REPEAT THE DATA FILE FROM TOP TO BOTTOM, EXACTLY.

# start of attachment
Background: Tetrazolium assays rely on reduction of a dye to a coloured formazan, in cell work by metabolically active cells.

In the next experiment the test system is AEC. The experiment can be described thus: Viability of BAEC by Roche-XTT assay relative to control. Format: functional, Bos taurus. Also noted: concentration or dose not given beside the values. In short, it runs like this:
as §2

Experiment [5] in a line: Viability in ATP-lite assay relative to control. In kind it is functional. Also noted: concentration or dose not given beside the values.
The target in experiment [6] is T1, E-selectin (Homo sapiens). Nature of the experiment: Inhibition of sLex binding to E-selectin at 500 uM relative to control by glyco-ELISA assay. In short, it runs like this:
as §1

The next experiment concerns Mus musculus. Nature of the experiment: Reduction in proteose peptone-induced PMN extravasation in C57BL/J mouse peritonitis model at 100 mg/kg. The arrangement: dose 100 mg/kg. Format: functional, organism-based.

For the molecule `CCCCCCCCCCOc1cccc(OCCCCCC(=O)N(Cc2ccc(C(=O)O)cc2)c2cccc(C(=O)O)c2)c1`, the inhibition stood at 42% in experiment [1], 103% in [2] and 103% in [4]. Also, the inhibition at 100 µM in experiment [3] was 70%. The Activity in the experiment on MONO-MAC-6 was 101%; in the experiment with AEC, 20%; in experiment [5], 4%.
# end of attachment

Background: Tetrazolium assays rely on reduction of a dye to a coloured formazan, in cell work by metabolically active cells.

In the next experiment the test system is AEC. The experiment can be described thus: Viability of BAEC by Roche-XTT assay relative to control. Format: functional, Bos taurus. Also noted: concentration or dose not given beside the values. In short, it runs like this:
as §2

Experiment [5] in a line: Viability in ATP-lite assay relative to control. In kind it is functional. Also noted: concentration or dose not given beside the values.
The target in experiment [6] is T1, E-selectin (Homo sapiens). Nature of the experiment: Inhibition of sLex binding to E-selectin at 500 uM relative to control by glyco-ELISA assay. In short, it runs like this:
as §1

The next experiment concerns Mus musculus. Nature of the experiment: Reduction in proteose peptone-induced PMN extravasation in C57BL/J mouse peritonitis model at 100 mg/kg. The arrangement: dose 100 mg/kg. Format: functional, organism-based.

For the molecule `CCCCCCCCCCOc1cccc(OCCCCCC(=O)N(Cc2ccc(C(=O)O)cc2)c2cccc(C(=O)O)c2)c1`, the inhibition stood at 42% in experiment [1], 103% in [2] and 103% in [4]. Also, the inhibition at 100 µM in experiment [3] was 70%. The Activity in the experiment on MONO-MAC-6 was 101%; in the experiment with AEC, 20%; in experiment [5], 4%.